In Vivo and in Vitro Systems for Studying Bacterial Membrane Biogenesis

Pamela Green, Masayori Inouye

Research output: Contribution to journalArticle

2 Citations (Scopus)

Abstract

This chapter describes the methods that are most useful for the study of the biogenesis of the major outer membrane proteins of Escherichia coli K12: lipoprotein, the matrix proteins, and ompA protein. The pro-ompA protein accumulated in the nonfluid state can be completely processed to ompA protein during a 2-min chase. During the chase, aliquots are removed from the cultures at various time intervals, and membranes are isolated. Bacterial membrane proteins are more resistant to puromycin and kasugamycin, but more sensitive to tetracycline and sparsomycin than are soluble proteins. An important approach to the study of the biosynthesis and assembly of bacterial membrane proteins is the development of RNA-dependent cell-free translation systems. Although, bacterial membrane proteins are translated in eukaryotic protein-synthesizing systems, the use of a bacterial system is not as restrictive and can reveal more details about in vivo biosynthetic mechanisms.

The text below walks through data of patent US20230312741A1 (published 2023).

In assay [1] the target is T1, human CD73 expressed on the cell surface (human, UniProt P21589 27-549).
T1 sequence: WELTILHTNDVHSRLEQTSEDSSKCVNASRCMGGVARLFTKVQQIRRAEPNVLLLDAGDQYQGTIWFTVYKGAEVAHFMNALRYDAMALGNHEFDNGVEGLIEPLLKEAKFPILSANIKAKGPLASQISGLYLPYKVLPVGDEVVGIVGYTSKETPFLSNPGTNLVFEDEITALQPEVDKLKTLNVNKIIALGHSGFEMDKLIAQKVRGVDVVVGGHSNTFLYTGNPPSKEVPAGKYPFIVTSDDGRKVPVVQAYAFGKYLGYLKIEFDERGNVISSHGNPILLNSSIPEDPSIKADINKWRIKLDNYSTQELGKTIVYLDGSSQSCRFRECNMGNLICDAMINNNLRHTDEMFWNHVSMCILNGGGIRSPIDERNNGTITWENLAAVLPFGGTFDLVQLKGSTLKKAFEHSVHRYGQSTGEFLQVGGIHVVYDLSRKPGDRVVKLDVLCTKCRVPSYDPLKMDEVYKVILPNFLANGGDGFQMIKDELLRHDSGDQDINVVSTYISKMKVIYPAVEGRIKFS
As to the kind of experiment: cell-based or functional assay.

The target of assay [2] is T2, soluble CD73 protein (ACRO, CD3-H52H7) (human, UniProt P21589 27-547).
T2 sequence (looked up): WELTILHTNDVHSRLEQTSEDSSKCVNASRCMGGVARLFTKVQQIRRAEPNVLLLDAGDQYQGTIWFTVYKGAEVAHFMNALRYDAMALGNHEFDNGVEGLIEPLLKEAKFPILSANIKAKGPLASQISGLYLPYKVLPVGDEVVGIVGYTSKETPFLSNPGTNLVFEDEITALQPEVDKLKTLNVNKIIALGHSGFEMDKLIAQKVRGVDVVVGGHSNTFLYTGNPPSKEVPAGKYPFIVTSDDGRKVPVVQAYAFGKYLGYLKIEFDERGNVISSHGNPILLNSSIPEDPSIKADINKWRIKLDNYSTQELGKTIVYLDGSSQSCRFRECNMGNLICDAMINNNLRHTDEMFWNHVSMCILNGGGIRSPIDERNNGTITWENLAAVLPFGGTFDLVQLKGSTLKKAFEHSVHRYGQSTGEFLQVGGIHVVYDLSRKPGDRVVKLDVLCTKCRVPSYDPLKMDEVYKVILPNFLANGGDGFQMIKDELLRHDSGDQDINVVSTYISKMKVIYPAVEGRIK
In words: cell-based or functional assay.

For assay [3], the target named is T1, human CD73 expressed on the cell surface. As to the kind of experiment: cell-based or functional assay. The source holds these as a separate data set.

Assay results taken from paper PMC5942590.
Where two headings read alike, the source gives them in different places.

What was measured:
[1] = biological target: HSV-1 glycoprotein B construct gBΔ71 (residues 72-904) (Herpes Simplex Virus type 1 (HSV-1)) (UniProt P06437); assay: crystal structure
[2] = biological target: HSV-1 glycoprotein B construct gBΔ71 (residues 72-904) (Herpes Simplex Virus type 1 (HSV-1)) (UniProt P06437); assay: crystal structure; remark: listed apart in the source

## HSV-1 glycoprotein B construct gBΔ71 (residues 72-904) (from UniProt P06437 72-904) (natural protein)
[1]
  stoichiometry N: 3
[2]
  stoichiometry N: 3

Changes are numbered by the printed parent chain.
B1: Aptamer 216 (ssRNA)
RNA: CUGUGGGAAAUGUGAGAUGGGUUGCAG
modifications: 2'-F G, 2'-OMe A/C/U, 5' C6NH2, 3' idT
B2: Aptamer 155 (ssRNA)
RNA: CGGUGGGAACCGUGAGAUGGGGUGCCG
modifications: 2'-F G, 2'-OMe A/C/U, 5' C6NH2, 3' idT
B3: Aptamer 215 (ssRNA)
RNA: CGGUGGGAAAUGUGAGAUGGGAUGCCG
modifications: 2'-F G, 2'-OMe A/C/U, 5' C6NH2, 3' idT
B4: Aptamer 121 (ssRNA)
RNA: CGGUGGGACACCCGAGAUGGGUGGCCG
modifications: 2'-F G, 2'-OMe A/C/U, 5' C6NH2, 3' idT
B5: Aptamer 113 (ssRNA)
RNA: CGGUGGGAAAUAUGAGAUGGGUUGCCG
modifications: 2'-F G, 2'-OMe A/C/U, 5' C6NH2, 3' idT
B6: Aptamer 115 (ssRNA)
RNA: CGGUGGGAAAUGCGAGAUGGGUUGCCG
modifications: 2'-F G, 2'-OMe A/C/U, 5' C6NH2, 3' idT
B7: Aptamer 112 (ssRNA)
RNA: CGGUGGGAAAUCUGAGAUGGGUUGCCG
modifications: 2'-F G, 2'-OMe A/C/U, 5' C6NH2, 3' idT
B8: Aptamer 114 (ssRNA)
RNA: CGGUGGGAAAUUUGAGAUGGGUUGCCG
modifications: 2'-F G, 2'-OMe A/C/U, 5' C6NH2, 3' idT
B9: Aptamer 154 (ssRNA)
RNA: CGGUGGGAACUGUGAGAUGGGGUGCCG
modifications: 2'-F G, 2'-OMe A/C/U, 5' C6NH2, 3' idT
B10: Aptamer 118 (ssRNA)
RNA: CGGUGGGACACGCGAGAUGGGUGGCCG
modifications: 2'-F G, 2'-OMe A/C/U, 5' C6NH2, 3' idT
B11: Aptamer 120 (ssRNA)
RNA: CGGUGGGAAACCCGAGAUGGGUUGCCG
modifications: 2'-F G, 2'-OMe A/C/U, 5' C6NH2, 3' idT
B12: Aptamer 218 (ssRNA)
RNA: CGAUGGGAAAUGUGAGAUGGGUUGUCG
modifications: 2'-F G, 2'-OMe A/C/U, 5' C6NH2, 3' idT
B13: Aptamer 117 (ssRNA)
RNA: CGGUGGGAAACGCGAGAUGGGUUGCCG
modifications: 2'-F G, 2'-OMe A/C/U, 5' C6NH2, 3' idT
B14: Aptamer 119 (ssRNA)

Original languageEnglish (US)
Pages (from-to)74-84
Number of pages11
JournalMethods in enzymology
Volume96
Issue numberC
DOIs
StatePublished - Jan 1 1983

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Bacterial Proteins
Membrane Proteins
Membranes
Sparsomycin
Escherichia coli K12
Puromycin
Proteins
Cell-Free System
Biosynthesis
Tetracycline
Escherichia coli
Lipoproteins
RNA
In Vitro Techniques
OMPA outer membrane proteins

All Science Journal Classification (ASJC) codes

  • Biochemistry
  • Molecular Biology

Cite this

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In Vivo and in Vitro Systems for Studying Bacterial Membrane Biogenesis. / Green, Pamela; Inouye, Masayori.

In: Methods in enzymology, Vol. 96, No. C, 01.01.1983, p. 74-84.

Research output: Contribution to journalArticle

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